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This design is getting so long in the tooth - Clevo needs to get some new material already!!

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O my! No way!


We've got a NVIDIA GeForce GTX 480M paired with a desktop i7-940 with 130W TDP and $600 pricetag quad core CPU outperforming an HD 5870 with the slowest mobile i7-720QM with 45W TDP in the G73. That's fairly impressive. Also, look at the vast array of games tested! And all with nVidia's PhysX. The GTX480M has shown its true muscles by beating out its 6 month old rival in such a fair and unbiased test. This is a major breakthrough in GPU technology. I hope we see more like this soon.

 

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FYI, in the TDP required for this one 100W card, you could have fit two HD5870s in Crossfire which would totally demolish this thing. And still cost less. This is $1000? The 5870s are ~400 apiece.


I wonder how much Nvidia paid for this review.

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Hey Silvery, I don't appreciate your accusations here at all, though you're entitled to your opinion. The Core i7 720 in the G73 has a turbo mode speed of 2.8GHz and all of the game tests we performed are highly GPU limited, so CPU bandwidth isn't going to matter much, if at all. We stated that clearly as well. Finally, the only game test that used NVIDIA PhysX at all was 3DMark Vantage and we noted that clearly too.

We also boldly and clearly called NVIDIA out for it's 100 Watt TDP and the fact that two 5870s (which are 50 Watt TDP actually, you're wrong there) could be utilized in the same thermal envelope.

Do your homework and actually READ the article before casting wild accusations.

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I'm sorry but I have to agree with silvery_wing here, this review is really really awful.  If were to play along with your logic, 1920x1080 is still too low of a resolution to bottleneck the GPU.  Why did you even include the lower resolution tests, which are heavily biased towards CPU?  You should have used an external monitor for higher resolutions to minimize the CPU differences.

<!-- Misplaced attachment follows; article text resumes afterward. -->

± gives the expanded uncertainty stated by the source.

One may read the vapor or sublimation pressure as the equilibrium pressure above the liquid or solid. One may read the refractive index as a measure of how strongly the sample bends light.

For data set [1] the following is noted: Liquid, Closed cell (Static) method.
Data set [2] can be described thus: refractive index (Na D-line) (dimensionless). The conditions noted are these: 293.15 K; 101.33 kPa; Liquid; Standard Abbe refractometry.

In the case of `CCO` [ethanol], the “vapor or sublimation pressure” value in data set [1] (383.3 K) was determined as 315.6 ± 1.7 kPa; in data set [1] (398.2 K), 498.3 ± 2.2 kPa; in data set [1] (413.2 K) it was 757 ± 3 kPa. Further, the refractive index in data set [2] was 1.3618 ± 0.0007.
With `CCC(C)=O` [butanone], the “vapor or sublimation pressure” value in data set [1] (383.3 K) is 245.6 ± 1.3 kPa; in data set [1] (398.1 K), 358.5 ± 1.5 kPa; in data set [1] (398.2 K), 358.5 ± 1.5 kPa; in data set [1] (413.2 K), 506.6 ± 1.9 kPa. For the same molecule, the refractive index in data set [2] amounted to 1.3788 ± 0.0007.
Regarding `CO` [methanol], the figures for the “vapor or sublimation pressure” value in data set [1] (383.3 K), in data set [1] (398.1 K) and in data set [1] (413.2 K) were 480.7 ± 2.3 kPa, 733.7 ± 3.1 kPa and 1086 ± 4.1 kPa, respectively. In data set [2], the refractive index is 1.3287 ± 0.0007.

And that is besides the point.  The whole concept of this review is flawed to begin with.  The Asus G73 and Clevo machines are two entirely different machines.  Isn't the whole point of the scientific method to test only one variable?  

One enterprising user from notebookreview modded a Mobility 5870 and put it in his Clevo D900F.   According to his numbers, the Mobility 5870 scored 9277 in 3dmark vantage, while the Geforce GTX 480M scored 9277 according to notebookcheck.net.  Granted the modding process is not for the faint of the heart but this doesn't excuse you from posting this disingenuous review. 

I got my numbers from the following links:

http://forum.notebookreview.com/sager-clevo/491999-first-benchmarks-d900f-running-mobility-radeon-5870-a.html

http://www.notebookcheck.com/Test-NVIDIA-GeForce-GTX-480M-Fermi-im-Clevo-D901F.32155.0.html

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On a side note (because rants like this always have a way of getting my goat), I just re-tested the Clevo machine with Turbo Mode AND hyperthreading disabled on the CPU. I tested HAWX (the least disparity in test results) and Far Cry 2 (the widest spread in test results), neither of which employ PhysX of course, and my results didn't change even a single FPS. I literally got the same score, with in tenths of a FPS. See, in high-end graphics testing, at a certain system performance threshold, a few extra CPU clock cycles mean nothing or damn near nothing.

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I love you Dave Big Smile

Also Nice review. That is some heck of a lot of power draw. Less than an hour on a 12 watt battery. But hey if you are in a college dorm or something and want a desktop replacement then I see nothing wrong with this. Just don't expect it to be something that it's not. Which is a laptop you bring everywhere with you. I was not expecting Nvidia to bring the 400 cards to laptops for a while at least.

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As much performance as that thing has, I don't think I could buy one for myself.  Seriously, 100watt TDP in a laptop?! Gives whole new meaning to 'Hot Hardware'.  How hot/loud was it Dave?

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Yeah, that gaming laptop with gtx 480M looks really nice! But can't release potential performance!